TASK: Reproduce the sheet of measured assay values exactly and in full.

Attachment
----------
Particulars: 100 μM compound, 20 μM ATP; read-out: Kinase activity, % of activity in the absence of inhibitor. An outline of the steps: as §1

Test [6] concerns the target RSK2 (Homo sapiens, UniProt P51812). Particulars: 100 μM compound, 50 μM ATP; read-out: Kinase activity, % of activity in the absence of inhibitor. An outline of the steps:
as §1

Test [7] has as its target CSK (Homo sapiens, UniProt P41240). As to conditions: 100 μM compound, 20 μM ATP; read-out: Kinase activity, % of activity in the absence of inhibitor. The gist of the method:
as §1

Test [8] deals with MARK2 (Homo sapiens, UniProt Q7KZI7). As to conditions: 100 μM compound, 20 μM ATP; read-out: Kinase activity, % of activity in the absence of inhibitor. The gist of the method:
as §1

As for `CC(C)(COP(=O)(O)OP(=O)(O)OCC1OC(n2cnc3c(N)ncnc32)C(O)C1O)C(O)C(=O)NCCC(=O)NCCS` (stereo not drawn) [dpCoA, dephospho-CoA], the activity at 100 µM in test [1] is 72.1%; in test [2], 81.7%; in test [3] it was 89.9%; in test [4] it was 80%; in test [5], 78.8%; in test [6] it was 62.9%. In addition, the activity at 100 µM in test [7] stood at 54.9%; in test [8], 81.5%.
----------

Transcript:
Particulars: 100 μM compound, 20 μM ATP; read-out: Kinase activity, % of activity in the absence of inhibitor. An outline of the steps: as §1

Test [6] concerns the target RSK2 (Homo sapiens, UniProt P51812). Particulars: 100 μM compound, 50 μM ATP; read-out: Kinase activity, % of activity in the absence of inhibitor. An outline of the steps:
as §1

Test [7] has as its target CSK (Homo sapiens, UniProt P41240). As to conditions: 100 μM compound, 20 μM ATP; read-out: Kinase activity, % of activity in the absence of inhibitor. The gist of the method:
as §1

Test [8] deals with MARK2 (Homo sapiens, UniProt Q7KZI7). As to conditions: 100 μM compound, 20 μM ATP; read-out: Kinase activity, % of activity in the absence of inhibitor. The gist of the method:
as §1

As for `CC(C)(COP(=O)(O)OP(=O)(O)OCC1OC(n2cnc3c(N)ncnc32)C(O)C1O)C(O)C(=O)NCCC(=O)NCCS` (stereo not drawn) [dpCoA, dephospho-CoA], the activity at 100 µM in test [1] is 72.1%; in test [2], 81.7%; in test [3] it was 89.9%; in test [4] it was 80%; in test [5], 78.8%; in test [6] it was 62.9%. In addition, the activity at 100 µM in test [7] stood at 54.9%; in test [8], 81.5%.